Apart from other random moaning about Glastonbury – was the BBC’s blanket coverage a good idea? among them – one cannot deny the quality on show. To me, the women owned the festival – including great sets from Miley Cyrus and Sigrid – but there was one man who seemed to represent what Glastonbury was all about: Stormzy delivered big messages and anger (arriving in a Union Flag bullet-proof vest and getting the crowd to give a middle finger to Boris Johnson) but, like Lizzo, there was this need for the people to gather and feel the love. If Lizzo’s message of self-love was more personal and intimate, Stormzy’s widescreen performance called for a large-scale movement and revolution. His Friday headline set gathered huge reviews. Here is one report from The Guardian:
“It’ll go down in our country’s cultural history.”
Musicians, politicians and fans have hailed the rapper Stormzy after he became the first black solo British headliner at Glastonbury festival, opening to a spectacular pyrotechnic display on the Pyramid stage”.
In other review with The Guardian, Alexis Petridis explored the human side of Stormzy’s set. Here he writes how Stormzy, both humble and aflame, managed to deliver a huge high:
“For all the eye-popping, OTT aspects of the show, there’s something very human and touching at its centre. When not imperiously rapping, Stormzy looks genuinely overwhelmed by the size of the crowd he’s drawn on what he describes as “the greatest night of my life”. Another guest, fellow rapper Dave, congratulates Stormzy at length on his achievements before leaving the stage, and, under the circumstances, it doesn’t feel like hyperbole. As Dave seems to suggest, Stormzy’s sheer charisma and talent have elevated an entire generation of black British music. Stormzy himself pays tribute to a string of new-school British rappers as varied as Little Simz, Not3s and Slowthai – and all of them would not be in such a strong position without Stormzy”.
Before I round things off and explain why I feel Lizzo and Stormzy created such iconic sets, author Zadie Smith has penned a feature for The New Yorker that casts Stormzy as a king:
“Onstage, “killing it” is a thing always fated—a special kind of destiny—and yet simultaneously self-created, moment by moment. You have to earn what has already been given. “I feel like the twenty-five years of my life,” the young king insisted, visibly moved, as he looked out upon a crowd bigger than Agincourt, “have all led up to this moment.” It was the definitive line in a monumental drama, performed at a consistent hundred and forty b.p.m., with as many memorized verses as may be found in any of our great tragedies, yet with only one man onstage to say them all. Who managed to bring forth, upon that unworthy scaffold, a tale about the state of the nation, about the place of the black peoples within that nation, and his own place within both. Who used the stagecraft of the court—ballet, choral music, jesters doing wheelies, dancing acrobats—to tell the court he had arrived.
I think Smith articulated the strengths of Stormzy greater than anyone else. How she talks about his dignity and fire; the contrasts that make him both accessible but untouchable. Here, in this passage, she remarks (on Stormzy’s) human anxieties and his anger regarding those in power:
All things are ready, if the mind be so—if the mind be merky. Covetousness, fury, passion, attitude, desire—the much maligned skills of the street—were now concentrated and trained upon the task at hand. Fair nature was disguised with hard-favored rage, which was itself harnessed and offered outward, to the people, as a kind of service, so that they might express their own feelings of wrath.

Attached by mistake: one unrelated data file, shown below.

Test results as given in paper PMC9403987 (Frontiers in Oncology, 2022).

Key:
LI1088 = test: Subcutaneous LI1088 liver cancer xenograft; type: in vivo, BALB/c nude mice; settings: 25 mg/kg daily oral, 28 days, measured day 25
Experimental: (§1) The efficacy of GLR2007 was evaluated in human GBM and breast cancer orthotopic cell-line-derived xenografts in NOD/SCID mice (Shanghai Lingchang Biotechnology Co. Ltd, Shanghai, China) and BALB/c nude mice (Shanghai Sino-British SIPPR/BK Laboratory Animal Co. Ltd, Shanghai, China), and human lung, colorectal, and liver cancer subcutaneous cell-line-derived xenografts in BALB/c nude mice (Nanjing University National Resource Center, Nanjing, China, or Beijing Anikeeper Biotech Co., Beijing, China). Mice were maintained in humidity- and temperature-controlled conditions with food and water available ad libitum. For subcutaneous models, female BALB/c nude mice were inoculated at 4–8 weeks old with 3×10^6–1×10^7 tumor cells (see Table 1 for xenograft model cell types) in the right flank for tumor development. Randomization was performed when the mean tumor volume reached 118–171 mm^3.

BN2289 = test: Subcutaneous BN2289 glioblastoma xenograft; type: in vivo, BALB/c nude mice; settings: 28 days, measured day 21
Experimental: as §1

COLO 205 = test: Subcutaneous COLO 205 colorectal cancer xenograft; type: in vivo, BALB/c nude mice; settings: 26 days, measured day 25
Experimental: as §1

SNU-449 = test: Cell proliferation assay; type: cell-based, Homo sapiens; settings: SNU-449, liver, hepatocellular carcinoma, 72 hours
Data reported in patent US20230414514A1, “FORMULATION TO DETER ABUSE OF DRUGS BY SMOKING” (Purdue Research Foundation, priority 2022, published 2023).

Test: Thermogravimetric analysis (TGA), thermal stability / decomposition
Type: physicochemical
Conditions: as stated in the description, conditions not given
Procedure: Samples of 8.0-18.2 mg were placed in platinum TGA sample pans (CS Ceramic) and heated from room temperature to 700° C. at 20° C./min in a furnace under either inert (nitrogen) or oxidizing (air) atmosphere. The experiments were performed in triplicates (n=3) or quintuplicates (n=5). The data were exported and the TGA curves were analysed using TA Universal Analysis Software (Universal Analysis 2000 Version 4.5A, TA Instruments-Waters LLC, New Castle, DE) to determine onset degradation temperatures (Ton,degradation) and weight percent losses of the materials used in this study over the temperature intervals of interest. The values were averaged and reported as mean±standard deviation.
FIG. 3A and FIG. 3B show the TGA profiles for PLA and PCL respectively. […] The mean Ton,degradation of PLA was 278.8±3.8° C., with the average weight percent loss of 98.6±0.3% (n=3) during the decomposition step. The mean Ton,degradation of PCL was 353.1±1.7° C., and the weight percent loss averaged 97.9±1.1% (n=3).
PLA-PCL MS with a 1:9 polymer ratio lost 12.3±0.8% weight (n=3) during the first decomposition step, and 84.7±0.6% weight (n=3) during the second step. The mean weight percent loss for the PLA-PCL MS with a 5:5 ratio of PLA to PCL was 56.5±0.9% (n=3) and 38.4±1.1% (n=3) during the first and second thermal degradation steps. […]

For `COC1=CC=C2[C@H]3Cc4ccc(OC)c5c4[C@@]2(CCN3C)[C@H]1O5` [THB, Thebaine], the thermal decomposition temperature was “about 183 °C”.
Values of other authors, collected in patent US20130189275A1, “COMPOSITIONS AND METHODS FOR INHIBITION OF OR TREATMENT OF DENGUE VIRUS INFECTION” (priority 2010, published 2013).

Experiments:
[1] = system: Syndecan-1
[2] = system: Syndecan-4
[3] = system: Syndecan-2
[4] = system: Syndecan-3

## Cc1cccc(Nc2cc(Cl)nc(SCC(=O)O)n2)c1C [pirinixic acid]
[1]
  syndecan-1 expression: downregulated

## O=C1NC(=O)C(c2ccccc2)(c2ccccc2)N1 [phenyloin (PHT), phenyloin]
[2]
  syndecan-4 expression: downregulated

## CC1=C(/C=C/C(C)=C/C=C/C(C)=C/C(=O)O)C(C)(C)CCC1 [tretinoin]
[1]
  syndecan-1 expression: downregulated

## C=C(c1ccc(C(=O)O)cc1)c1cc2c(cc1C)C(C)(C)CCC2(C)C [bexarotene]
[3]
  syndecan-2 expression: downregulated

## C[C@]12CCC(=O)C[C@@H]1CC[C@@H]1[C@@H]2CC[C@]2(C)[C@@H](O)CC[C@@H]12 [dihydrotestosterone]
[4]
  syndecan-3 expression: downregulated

(Fuck Boris!) Yet the young king did not hide his own anxieties, nor shy from the resentments and harsh judgments of others. Once, such a man could walk cloaked and incognito through the field, listening to the people run him down and curse his name; now he lurks on Twitter, absorbing ego death by two hundred and eighty characters. Yet, if the crown is heavy, he wears it well. He pays his dues. He makes pragmatic alliances with red-headed kings of expedient countries. He references his elders without entirely bowing to them”.
It is true that Stormzy ascended to a higher plain after his Glastonbury set! He managed to echo the sentiments felt by the masses regarding the state of politics and delivered an almost sermon-like explosion that was spiritual, inflamed and raw. It was also human and very real. This was not an artist hiding behind ego and arrogance: instead, here stood a pioneer and leader, not only for the black community and his peers, but the nation (and world) as a whole. Catch Stormzy storm it here and, together with Lizzo, Glastonbury 2019 has to go down as one of the all-time great festivals! Lizzo’s insanely good set provided many musical highlights, yet it was her desire for the people to love one another that stood out – as she has explained in interviews, the way to realise self-acceptance and love is as much about seeking help and guidance as anything else. Both Lizzo and Stormzy are incredible role models. Lizzo’s empowerment, body-positive aesthetic and positivity goes beyond women and the black community – she is speaking to each and every one of us. The same can be said for Stormzy. Both has challenger when it came to the King and Queen of Glastonbury crown (for Stormzy, IDLES and The Chemical Brothers were near; Lizzo had Kylie Minogue, Janelle Monáe and a host of others) but all challengers were defeated. Both performers created a sense of harmony and strength but they made us think; they delivered their music with heart and soul and, during a particularly hot Glastonbury, Lizzo and Stormzy…
PHOTO CREDIT: DIY
LIT a fire that will burn for years.